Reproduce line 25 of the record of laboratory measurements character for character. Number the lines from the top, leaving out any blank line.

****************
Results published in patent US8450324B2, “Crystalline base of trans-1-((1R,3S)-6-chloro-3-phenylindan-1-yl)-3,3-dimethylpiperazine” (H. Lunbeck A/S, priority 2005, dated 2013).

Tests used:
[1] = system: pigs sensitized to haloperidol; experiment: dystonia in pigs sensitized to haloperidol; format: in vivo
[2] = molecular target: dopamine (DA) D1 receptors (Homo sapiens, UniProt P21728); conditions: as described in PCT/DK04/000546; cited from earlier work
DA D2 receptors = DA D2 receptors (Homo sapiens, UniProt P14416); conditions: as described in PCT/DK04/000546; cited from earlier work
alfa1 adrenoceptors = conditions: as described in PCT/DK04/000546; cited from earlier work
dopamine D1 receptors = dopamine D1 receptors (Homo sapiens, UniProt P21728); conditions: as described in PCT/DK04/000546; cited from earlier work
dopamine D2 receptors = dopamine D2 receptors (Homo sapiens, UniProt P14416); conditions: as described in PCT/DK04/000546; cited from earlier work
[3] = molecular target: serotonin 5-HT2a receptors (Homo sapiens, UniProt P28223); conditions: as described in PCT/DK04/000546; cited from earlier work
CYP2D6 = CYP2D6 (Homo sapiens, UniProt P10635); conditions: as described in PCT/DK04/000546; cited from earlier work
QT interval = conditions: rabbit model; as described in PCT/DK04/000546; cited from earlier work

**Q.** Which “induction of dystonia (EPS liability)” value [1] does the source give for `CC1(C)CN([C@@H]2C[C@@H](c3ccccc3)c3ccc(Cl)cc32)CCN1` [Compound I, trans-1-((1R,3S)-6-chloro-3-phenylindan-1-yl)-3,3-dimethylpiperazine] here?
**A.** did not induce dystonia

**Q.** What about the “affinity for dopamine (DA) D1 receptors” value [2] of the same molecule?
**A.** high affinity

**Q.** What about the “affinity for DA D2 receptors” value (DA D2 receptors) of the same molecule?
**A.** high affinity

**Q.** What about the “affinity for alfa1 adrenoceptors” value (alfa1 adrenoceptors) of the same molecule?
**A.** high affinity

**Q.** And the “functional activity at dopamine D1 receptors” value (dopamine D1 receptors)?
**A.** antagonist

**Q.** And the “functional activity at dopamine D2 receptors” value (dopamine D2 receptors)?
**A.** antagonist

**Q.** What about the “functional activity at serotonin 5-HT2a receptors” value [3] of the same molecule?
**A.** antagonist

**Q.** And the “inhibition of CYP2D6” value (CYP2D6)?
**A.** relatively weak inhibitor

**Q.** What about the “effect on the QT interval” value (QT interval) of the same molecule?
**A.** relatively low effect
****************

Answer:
**A.** antagonist